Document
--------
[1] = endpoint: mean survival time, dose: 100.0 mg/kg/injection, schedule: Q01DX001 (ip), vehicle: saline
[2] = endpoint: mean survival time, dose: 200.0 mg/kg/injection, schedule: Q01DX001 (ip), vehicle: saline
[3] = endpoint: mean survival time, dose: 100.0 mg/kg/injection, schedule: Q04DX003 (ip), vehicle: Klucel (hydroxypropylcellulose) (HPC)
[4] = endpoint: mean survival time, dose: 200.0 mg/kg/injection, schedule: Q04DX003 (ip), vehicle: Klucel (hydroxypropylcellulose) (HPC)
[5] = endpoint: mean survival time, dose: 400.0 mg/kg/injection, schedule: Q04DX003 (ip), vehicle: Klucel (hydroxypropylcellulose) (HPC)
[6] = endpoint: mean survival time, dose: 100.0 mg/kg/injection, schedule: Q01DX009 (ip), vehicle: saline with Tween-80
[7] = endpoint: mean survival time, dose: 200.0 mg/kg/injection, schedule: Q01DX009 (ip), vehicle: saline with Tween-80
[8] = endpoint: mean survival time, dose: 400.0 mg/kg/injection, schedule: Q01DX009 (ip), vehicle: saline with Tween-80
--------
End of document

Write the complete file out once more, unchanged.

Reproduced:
[1] = endpoint: mean survival time, dose: 100.0 mg/kg/injection, schedule: Q01DX001 (ip), vehicle: saline
[2] = endpoint: mean survival time, dose: 200.0 mg/kg/injection, schedule: Q01DX001 (ip), vehicle: saline
[3] = endpoint: mean survival time, dose: 100.0 mg/kg/injection, schedule: Q04DX003 (ip), vehicle: Klucel (hydroxypropylcellulose) (HPC)
[4] = endpoint: mean survival time, dose: 200.0 mg/kg/injection, schedule: Q04DX003 (ip), vehicle: Klucel (hydroxypropylcellulose) (HPC)
[5] = endpoint: mean survival time, dose: 400.0 mg/kg/injection, schedule: Q04DX003 (ip), vehicle: Klucel (hydroxypropylcellulose) (HPC)
[6] = endpoint: mean survival time, dose: 100.0 mg/kg/injection, schedule: Q01DX009 (ip), vehicle: saline with Tween-80
[7] = endpoint: mean survival time, dose: 200.0 mg/kg/injection, schedule: Q01DX009 (ip), vehicle: saline with Tween-80
[8] = endpoint: mean survival time, dose: 400.0 mg/kg/injection, schedule: Q01DX009 (ip), vehicle: saline with Tween-80